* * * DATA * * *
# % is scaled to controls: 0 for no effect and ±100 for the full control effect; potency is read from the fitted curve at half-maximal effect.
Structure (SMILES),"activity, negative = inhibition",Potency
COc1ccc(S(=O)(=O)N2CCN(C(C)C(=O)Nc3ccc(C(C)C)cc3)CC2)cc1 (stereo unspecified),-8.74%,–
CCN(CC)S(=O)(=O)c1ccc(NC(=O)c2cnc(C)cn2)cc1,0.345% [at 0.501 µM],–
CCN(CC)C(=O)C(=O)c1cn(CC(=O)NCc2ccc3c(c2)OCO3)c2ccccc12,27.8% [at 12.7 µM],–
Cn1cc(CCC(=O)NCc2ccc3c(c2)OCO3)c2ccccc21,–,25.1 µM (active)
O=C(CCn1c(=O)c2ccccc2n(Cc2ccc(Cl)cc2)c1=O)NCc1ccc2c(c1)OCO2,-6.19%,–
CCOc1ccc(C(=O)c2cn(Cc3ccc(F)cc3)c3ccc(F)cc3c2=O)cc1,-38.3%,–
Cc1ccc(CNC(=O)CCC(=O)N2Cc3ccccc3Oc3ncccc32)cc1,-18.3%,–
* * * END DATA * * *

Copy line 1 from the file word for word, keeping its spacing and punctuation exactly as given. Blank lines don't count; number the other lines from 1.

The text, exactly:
# % is scaled to controls: 0 for no effect and ±100 for the full control effect; potency is read from the fitted curve at half-maximal effect.